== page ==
Daiara: I think it is very interesting to build things together, specially with the other girls, because, if we travel to here, it is to find places where we can represent ourselves and be autonomous. We don’t really need any intermediary, we can talk directly, we can ask our own questions and deliver the messages we came here to bring. Thus, I thank you very much for this opportunity.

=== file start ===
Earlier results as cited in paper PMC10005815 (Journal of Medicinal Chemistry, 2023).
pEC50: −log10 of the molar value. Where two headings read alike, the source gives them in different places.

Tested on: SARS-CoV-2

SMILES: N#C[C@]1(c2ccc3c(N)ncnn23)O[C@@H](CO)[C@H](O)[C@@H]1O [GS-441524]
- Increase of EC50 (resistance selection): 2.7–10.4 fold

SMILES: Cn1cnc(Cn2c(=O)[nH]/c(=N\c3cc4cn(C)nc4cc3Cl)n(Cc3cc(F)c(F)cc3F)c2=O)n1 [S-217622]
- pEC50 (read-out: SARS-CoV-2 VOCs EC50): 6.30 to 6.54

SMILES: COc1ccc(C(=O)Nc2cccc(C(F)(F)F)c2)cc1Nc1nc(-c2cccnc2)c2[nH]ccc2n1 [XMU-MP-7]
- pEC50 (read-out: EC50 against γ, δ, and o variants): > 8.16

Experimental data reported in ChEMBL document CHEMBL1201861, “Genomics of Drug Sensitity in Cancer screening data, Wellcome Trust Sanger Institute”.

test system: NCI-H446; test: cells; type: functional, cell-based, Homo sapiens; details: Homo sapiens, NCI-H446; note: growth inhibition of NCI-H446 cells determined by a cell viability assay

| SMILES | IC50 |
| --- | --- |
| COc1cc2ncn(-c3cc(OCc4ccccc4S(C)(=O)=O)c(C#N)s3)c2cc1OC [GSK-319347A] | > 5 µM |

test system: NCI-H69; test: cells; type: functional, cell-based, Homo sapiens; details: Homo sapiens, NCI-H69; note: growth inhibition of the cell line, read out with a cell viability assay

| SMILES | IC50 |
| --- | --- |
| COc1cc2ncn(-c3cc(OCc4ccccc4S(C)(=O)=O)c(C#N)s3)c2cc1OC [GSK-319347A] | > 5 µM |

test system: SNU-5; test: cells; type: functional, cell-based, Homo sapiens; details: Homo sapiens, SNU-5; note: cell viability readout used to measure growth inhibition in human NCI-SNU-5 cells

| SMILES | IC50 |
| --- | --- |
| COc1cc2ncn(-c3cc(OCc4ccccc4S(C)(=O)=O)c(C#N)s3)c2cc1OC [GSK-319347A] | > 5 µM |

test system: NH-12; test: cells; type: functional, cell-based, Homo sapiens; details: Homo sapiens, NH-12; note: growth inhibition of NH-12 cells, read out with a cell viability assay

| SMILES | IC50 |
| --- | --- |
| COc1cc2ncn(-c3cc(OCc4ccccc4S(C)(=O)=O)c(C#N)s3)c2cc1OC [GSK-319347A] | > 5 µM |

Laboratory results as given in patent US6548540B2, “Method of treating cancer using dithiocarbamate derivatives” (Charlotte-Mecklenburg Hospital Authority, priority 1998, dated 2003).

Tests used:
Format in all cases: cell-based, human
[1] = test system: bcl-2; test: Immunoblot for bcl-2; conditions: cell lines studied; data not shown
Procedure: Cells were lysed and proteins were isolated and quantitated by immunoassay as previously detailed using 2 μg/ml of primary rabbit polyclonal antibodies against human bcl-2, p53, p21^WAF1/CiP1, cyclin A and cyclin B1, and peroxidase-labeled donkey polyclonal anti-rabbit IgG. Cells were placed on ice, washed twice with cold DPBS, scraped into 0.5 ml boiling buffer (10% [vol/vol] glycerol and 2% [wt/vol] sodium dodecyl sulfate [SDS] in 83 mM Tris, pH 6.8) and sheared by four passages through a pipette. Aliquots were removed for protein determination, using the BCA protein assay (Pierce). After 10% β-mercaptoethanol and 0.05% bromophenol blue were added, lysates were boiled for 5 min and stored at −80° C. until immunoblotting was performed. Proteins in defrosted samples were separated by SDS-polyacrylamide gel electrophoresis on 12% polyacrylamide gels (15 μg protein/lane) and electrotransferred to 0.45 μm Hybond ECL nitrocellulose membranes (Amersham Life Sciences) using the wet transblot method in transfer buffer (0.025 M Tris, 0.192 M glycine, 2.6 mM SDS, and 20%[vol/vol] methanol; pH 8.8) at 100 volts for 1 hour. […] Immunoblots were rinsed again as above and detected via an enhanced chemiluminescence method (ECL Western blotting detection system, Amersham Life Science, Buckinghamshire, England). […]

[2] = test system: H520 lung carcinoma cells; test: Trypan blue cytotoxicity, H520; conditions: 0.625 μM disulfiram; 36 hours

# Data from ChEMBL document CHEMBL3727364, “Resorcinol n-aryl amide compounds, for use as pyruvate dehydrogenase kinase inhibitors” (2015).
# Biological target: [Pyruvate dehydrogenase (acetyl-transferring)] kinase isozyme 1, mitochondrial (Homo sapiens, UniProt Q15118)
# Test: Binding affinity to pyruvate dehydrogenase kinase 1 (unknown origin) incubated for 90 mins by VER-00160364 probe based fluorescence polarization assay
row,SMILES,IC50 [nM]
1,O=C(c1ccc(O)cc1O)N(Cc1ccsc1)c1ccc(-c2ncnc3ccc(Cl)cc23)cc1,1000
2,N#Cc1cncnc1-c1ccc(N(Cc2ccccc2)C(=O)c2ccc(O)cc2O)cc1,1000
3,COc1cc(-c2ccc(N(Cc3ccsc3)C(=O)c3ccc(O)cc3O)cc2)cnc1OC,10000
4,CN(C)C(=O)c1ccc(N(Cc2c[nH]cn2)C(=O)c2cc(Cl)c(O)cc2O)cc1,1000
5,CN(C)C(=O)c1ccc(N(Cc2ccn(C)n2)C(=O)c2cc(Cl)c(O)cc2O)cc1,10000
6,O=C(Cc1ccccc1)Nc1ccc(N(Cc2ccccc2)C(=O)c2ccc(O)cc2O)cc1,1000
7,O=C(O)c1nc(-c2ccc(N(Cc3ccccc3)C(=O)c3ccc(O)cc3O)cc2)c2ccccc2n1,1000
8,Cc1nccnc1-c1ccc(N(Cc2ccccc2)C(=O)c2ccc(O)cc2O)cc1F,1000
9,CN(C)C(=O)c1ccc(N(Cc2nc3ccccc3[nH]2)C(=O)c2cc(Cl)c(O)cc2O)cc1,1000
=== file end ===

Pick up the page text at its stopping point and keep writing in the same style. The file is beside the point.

I shall introduce myself once more: I am Daiara Tukano, my people live at the border between Brazil, Colombia and Venezuela. Our territory is at the very center of Amazonia and is confronted with a situation of violence that never stopped since 1630, when the first Portuguese very quickly sailed upstream on the Amazon River. The colonization was very hard, very strong. They have always been seeking to exploit that Eldorado vision, that never stops, even on the Gold Mountains [‘Montagne d’Or’ is a disastrous mining project in the rainforest, in ‘French’ Guiana], and to force upon us a culture that, until today, has been denying our identity, our knowledge, and depicting our cultural practices as being from the Devil. Thus, we consider that the Indigenous Movement in Brazil always existed. For instance, my parents belong to that generation which, during the 1960’s, 1970’s and 1980’s, managed to build, on a constitutional level, recognized original rights that supersede all other rights, which are inviolable, which should be inviolable. However, the Brazilian State – not only the Federal Republic of Brazil, but the Empire and the Portuguese Crown before it, which also had policies toward Indigenous Peoples – never respected any agreement, any treaty, not even their own Constitution. Thus, today, more than ever, we are confronted with a violence that increases every day. Our country is huge, and it does not only include Amazonia. Of course, I come from a People that lives in Amazonia, but the Indigenous issue is not limited to Amazonia. Brazil is an almost continental country and the Indigenous population is everywhere. 40% of the Indigenous population lives outside Amazonia today, because that population lost its forest, lost its territory, which has been stolen, invaded. And this population is still submitted to violence by the same people, from the agribusiness, mining, and, even more now, under this government, self-declared extreme-rightist, which promotes ‘positive integration’, thus assimilation of Original Peoples’ culture. For instance, we have right now a Minister of Human Rights in Brazil, who is absolutely against Human Rights, on basis of a religious discourse – being herself from a neo-Pentecostal church, an evangelist – that still goes on, in the XXIst century, demonizing traditional practices, ‘denouncing’ violent practices that never existed, as infanticide for instance, and saying that for the sake of the traditional Christian family, we must be integrated into that society.